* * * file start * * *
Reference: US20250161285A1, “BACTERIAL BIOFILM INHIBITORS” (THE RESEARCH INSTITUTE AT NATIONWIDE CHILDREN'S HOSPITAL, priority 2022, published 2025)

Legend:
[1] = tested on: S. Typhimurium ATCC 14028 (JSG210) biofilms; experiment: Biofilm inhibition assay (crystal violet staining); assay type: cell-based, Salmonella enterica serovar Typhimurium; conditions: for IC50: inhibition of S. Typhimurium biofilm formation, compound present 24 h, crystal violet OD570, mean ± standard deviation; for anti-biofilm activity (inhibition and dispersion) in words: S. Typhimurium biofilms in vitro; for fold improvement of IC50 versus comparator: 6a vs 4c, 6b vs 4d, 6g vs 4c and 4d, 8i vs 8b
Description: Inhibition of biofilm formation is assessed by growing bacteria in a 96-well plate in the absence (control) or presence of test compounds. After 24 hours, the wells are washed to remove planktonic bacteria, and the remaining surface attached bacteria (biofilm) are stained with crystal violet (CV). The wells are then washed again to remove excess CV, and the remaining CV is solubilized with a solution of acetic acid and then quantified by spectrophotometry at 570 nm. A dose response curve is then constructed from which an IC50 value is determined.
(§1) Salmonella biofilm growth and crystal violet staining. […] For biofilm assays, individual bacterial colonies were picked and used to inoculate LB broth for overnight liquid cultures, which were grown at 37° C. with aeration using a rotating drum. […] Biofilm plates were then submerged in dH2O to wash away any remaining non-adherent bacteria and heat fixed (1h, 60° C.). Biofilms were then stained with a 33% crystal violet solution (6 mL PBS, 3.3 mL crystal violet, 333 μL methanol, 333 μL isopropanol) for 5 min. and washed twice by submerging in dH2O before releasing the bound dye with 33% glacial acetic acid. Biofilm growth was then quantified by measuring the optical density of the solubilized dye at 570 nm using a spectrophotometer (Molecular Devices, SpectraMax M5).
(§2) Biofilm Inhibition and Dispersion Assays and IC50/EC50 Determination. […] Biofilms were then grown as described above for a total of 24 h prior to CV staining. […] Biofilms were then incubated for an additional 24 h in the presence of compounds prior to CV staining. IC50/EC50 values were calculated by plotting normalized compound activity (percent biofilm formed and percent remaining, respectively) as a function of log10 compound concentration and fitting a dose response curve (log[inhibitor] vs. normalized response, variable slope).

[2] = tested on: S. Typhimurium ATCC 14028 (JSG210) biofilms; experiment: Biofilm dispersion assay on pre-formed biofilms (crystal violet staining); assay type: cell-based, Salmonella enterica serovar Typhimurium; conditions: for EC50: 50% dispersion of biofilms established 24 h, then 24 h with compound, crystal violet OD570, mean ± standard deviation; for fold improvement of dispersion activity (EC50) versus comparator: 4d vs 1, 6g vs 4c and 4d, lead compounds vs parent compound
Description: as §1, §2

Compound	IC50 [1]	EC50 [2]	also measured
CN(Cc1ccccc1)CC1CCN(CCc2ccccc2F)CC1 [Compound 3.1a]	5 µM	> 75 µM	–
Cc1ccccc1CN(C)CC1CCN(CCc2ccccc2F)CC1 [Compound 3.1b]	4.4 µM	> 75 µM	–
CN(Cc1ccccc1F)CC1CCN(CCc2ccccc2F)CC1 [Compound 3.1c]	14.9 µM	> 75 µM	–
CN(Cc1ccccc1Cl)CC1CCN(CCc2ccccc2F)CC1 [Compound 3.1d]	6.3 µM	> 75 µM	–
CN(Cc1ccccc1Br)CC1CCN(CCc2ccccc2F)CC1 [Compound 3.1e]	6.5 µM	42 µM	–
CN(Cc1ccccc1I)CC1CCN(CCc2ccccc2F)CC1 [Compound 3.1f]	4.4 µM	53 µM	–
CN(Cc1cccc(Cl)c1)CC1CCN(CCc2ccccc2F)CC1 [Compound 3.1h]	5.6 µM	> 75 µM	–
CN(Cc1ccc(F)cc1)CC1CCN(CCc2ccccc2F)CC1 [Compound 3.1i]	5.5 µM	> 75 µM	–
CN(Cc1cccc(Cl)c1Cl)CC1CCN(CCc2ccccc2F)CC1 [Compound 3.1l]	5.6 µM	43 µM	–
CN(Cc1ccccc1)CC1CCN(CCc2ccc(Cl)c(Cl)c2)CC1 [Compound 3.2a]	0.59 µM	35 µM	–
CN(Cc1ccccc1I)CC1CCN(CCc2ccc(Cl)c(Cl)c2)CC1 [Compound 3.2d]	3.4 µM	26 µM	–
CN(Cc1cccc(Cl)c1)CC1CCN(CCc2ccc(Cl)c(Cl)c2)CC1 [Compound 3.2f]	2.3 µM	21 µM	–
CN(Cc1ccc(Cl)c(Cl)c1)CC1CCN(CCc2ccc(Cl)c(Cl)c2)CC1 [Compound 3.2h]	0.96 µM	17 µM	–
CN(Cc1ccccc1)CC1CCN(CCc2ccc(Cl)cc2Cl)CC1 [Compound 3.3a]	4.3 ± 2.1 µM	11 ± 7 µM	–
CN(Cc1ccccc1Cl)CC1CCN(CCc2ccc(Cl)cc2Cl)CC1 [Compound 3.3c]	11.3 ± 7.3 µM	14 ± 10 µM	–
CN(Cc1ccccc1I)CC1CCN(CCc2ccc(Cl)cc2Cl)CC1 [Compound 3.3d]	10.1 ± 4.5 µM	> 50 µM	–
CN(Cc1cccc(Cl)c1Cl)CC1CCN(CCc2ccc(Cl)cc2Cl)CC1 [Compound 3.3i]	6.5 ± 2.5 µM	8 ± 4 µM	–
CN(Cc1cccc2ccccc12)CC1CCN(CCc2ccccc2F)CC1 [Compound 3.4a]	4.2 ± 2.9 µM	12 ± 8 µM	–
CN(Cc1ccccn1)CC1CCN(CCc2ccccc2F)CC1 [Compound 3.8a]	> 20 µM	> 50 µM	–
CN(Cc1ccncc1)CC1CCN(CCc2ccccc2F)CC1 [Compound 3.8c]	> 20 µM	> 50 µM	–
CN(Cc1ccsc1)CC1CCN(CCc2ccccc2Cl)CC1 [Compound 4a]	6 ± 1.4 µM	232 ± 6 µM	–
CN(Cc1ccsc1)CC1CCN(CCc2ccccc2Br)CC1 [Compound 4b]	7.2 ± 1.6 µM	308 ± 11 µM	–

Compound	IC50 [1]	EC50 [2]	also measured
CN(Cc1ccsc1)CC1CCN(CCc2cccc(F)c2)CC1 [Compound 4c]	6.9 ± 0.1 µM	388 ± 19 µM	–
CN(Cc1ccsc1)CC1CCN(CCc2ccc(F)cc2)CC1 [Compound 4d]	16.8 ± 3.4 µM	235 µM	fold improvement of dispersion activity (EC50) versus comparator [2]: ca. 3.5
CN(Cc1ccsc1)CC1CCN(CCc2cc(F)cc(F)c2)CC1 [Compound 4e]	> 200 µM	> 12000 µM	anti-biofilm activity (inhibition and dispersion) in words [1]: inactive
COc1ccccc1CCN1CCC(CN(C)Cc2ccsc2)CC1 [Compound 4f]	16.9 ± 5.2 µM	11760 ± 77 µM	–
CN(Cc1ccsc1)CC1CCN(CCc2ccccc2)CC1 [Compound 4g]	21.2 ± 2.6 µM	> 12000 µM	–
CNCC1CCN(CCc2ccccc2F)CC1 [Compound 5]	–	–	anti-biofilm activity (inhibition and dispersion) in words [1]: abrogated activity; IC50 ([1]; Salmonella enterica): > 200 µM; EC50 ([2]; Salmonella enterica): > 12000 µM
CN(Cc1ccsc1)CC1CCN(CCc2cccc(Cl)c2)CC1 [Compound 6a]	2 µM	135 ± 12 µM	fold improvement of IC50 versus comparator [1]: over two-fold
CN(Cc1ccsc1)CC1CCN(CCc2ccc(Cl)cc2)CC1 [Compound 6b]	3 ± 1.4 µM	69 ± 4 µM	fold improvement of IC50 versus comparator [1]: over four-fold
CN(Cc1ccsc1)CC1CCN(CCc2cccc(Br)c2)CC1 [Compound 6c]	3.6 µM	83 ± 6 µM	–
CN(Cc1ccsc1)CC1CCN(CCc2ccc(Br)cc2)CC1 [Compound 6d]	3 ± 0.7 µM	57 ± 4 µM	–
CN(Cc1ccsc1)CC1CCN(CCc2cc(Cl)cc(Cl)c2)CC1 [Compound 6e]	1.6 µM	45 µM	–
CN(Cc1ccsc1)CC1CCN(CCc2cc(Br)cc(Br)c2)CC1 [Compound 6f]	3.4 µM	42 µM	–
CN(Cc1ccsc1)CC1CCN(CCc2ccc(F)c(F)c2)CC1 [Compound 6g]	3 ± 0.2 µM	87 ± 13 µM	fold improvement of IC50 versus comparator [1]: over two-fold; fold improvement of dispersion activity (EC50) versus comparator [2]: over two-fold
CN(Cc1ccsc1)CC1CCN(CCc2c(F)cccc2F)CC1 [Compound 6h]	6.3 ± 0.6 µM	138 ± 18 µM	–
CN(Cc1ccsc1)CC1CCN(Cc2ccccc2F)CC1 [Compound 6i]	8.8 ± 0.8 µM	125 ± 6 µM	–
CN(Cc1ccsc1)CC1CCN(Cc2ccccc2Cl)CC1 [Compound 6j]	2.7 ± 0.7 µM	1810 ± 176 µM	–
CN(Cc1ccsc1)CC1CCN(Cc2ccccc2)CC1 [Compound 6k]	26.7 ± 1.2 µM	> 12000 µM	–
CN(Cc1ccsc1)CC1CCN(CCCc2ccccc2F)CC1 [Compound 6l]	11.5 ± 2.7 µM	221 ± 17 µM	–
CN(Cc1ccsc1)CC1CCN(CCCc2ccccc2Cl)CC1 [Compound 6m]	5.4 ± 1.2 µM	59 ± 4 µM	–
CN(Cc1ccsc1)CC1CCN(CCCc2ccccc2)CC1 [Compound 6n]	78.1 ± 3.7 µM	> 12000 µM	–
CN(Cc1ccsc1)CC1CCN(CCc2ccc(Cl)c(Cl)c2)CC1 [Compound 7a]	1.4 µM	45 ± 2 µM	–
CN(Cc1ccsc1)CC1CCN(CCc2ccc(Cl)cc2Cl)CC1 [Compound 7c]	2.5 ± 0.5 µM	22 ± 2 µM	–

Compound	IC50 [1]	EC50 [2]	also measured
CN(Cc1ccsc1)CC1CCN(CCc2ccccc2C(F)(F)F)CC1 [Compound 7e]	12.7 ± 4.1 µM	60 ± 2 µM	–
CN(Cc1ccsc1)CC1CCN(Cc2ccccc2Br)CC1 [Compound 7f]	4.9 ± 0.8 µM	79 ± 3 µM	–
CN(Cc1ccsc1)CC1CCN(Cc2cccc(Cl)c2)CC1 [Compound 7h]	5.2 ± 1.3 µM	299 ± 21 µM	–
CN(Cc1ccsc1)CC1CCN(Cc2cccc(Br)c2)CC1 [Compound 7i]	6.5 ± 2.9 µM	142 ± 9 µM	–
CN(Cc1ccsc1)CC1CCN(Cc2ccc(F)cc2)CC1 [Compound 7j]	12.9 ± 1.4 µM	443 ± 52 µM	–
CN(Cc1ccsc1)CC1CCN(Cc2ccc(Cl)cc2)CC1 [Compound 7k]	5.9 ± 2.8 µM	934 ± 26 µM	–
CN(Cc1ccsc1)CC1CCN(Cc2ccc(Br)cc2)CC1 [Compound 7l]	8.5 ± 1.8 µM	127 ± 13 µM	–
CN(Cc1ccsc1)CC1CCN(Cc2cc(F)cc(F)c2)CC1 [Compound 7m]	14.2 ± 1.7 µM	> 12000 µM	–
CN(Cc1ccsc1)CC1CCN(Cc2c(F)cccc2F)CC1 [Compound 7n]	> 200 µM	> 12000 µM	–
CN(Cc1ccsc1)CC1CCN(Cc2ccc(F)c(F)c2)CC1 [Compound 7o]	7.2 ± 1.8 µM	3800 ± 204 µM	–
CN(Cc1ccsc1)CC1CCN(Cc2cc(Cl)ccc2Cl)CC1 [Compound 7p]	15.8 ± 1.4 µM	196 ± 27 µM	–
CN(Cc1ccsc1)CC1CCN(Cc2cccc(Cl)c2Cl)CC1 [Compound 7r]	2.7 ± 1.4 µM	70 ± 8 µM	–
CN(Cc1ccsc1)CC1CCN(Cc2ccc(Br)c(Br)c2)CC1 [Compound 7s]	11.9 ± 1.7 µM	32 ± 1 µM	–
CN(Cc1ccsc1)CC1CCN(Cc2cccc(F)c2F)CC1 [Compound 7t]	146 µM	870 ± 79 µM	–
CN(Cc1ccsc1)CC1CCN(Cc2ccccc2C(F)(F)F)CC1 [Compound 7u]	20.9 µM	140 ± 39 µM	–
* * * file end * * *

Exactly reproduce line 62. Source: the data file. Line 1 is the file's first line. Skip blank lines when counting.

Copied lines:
CN(Cc1ccsc1)CC1CCN(Cc2ccc(Br)cc2)CC1 [Compound 7l]	8.5 ± 1.8 µM	127 ± 13 µM	–